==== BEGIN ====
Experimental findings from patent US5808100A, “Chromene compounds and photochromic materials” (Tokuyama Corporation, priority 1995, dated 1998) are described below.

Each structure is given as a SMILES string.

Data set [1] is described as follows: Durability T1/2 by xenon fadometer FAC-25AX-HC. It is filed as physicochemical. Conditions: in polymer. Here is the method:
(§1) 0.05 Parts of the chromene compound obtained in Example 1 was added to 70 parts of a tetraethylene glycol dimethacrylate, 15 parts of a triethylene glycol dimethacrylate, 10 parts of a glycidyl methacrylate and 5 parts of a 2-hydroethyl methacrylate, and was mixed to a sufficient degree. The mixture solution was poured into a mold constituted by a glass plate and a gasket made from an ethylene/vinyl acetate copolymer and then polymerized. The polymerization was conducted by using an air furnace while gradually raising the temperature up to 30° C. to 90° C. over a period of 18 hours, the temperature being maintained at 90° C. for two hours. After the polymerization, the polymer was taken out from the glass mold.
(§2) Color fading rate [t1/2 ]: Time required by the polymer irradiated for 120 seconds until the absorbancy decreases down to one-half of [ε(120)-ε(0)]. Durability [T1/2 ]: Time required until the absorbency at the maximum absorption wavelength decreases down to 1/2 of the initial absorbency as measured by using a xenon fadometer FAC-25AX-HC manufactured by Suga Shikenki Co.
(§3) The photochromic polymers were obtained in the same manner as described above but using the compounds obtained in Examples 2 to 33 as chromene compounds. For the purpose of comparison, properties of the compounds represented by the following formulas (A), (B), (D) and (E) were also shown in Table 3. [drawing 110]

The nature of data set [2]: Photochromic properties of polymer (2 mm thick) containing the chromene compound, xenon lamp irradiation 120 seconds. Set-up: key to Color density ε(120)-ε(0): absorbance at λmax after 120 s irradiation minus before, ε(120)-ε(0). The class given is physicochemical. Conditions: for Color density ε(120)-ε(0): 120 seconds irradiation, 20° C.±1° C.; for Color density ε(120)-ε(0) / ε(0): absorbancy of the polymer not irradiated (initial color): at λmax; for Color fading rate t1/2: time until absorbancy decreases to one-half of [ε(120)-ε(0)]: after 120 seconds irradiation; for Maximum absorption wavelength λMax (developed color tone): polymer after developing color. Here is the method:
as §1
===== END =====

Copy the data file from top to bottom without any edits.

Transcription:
Experimental findings from patent US5808100A, “Chromene compounds and photochromic materials” (Tokuyama Corporation, priority 1995, dated 1998) are described below.

Each structure is given as a SMILES string.

Data set [1] is described as follows: Durability T1/2 by xenon fadometer FAC-25AX-HC. It is filed as physicochemical. Conditions: in polymer. Here is the method:
(§1) 0.05 Parts of the chromene compound obtained in Example 1 was added to 70 parts of a tetraethylene glycol dimethacrylate, 15 parts of a triethylene glycol dimethacrylate, 10 parts of a glycidyl methacrylate and 5 parts of a 2-hydroethyl methacrylate, and was mixed to a sufficient degree. The mixture solution was poured into a mold constituted by a glass plate and a gasket made from an ethylene/vinyl acetate copolymer and then polymerized. The polymerization was conducted by using an air furnace while gradually raising the temperature up to 30° C. to 90° C. over a period of 18 hours, the temperature being maintained at 90° C. for two hours. After the polymerization, the polymer was taken out from the glass mold.
(§2) Color fading rate [t1/2 ]: Time required by the polymer irradiated for 120 seconds until the absorbancy decreases down to one-half of [ε(120)-ε(0)]. Durability [T1/2 ]: Time required until the absorbency at the maximum absorption wavelength decreases down to 1/2 of the initial absorbency as measured by using a xenon fadometer FAC-25AX-HC manufactured by Suga Shikenki Co.
(§3) The photochromic polymers were obtained in the same manner as described above but using the compounds obtained in Examples 2 to 33 as chromene compounds. For the purpose of comparison, properties of the compounds represented by the following formulas (A), (B), (D) and (E) were also shown in Table 3. [drawing 110]

The nature of data set [2]: Photochromic properties of polymer (2 mm thick) containing the chromene compound, xenon lamp irradiation 120 seconds. Set-up: key to Color density ε(120)-ε(0): absorbance at λmax after 120 s irradiation minus before, ε(120)-ε(0). The class given is physicochemical. Conditions: for Color density ε(120)-ε(0): 120 seconds irradiation, 20° C.±1° C.; for Color density ε(120)-ε(0) / ε(0): absorbancy of the polymer not irradiated (initial color): at λmax; for Color fading rate t1/2: time until absorbancy decreases to one-half of [ε(120)-ε(0)]: after 120 seconds irradiation; for Maximum absorption wavelength λMax (developed color tone): polymer after developing color. Here is the method:
as §1